A handwritten account of his survey of Mulgrave states “lovely land, well grassed, gum, she oak, honeysuckle.” By late 1854, Eugene was working at Ballarat and it was
interesting to discover that he was indirectlyinvolved with the Eureka Rebellion. Whilst out riding with a friend, he went near the Eureka Stockade area and was stopped by a group of men,only being allowed free when they determined he was not a government soldier.
Eugene testified as a witness at the subsequent trials on the Eureka Stockade and his exact words have been recordedfor posterity. (>The Eureka Rebellion data can easily
be located on the Internet.)
I also know he spent time surveying and exploring in South Australia whilst visiting his sister,Marguerite Louise, who had married Arthur William Gliddon.
At some time Eugene transferred to Tasmania, for it wasthere that he married into my family, marrying Maria Margaret Priaulx at the beautiful St George’s Church in
Hobart at the end of January 1855.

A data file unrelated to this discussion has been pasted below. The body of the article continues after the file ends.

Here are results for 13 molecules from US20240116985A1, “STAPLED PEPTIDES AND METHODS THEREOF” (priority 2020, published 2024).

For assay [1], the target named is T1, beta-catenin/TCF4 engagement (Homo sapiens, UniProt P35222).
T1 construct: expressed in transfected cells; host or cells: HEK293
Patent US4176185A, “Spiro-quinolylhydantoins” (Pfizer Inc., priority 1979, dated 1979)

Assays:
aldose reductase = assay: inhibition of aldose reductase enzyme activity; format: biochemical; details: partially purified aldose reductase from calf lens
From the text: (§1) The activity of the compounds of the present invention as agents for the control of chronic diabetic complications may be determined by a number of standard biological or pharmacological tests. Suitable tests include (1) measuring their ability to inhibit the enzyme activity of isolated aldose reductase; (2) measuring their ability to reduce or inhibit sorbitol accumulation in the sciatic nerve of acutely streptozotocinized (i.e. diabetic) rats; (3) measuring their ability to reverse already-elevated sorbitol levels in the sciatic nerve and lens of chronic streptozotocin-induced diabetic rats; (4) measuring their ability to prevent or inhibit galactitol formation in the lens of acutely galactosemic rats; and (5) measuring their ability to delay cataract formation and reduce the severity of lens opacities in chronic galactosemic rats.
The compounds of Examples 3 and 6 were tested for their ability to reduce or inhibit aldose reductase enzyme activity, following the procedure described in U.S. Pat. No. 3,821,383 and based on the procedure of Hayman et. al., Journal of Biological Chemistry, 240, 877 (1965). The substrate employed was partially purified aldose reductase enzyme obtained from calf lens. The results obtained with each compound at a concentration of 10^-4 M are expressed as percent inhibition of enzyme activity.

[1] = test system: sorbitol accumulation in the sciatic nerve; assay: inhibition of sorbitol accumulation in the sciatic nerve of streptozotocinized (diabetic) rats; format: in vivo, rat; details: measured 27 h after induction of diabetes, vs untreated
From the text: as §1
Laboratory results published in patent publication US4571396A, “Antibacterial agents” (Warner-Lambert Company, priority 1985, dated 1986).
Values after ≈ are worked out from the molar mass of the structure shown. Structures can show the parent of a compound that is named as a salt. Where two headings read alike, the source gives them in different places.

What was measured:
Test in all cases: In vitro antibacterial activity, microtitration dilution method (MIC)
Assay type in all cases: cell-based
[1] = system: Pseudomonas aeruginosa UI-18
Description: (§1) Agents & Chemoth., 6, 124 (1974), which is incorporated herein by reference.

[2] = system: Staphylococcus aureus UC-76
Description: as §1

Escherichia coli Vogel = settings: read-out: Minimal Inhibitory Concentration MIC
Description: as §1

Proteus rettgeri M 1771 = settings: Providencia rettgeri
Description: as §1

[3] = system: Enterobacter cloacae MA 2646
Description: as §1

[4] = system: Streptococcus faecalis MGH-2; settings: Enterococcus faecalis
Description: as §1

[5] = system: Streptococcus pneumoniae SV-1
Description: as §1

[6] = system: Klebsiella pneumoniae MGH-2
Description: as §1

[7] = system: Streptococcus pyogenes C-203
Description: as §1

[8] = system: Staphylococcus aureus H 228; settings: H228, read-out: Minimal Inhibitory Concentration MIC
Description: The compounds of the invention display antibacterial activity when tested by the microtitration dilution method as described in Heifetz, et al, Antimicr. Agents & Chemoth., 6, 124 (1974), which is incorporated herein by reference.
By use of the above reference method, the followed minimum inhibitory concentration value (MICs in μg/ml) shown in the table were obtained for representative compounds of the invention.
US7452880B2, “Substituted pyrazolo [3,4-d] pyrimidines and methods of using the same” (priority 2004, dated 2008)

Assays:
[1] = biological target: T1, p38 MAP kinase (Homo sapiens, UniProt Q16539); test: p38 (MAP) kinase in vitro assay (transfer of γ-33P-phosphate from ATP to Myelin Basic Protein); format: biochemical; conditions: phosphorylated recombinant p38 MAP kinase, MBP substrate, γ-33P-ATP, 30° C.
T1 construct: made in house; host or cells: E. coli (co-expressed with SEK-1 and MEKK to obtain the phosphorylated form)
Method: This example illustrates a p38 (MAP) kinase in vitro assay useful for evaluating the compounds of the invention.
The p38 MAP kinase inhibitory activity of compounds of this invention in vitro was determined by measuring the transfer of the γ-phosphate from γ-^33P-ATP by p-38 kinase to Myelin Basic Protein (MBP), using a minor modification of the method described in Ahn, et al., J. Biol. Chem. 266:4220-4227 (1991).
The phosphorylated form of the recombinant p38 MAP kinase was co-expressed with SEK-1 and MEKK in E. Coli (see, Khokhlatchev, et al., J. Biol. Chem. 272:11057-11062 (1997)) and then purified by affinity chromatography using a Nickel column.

Maria Margaret was the daughter of Amelia Hide of Guernsey and Henry Priaulx of Southampton. Henry was the Assistant Commissariat General in Tasmania at that time.
I feel that the families probably knew each other through their seafaring activities, however one branch of my Guernsey Hide’s married a French monsieur and they
christened their two children in the same St. Servan Sur Mer Chapel, so the marriage may have been arranged.
Eugene’s mother and another sister, Mira Elizabeth Georgiana, also emigrated as both died in Tasmania.
In 1862 Eugene returned to work in New Zealand for the British Government where four more children were born. Unfortunately, all of his offspring either died in infancy or did not marry so there are no direct descendants today.
Eugene passed away 23rd September 1898 at Parnell,
Auckland. A photograph is in the 1902 Encyclopaedia
of New Zealand Vol.2.
Leonie Freeman
Thanks to Leonie Freeman we know all this.
also we find in THE CYCLOPEDIA OF NEW ZEALAND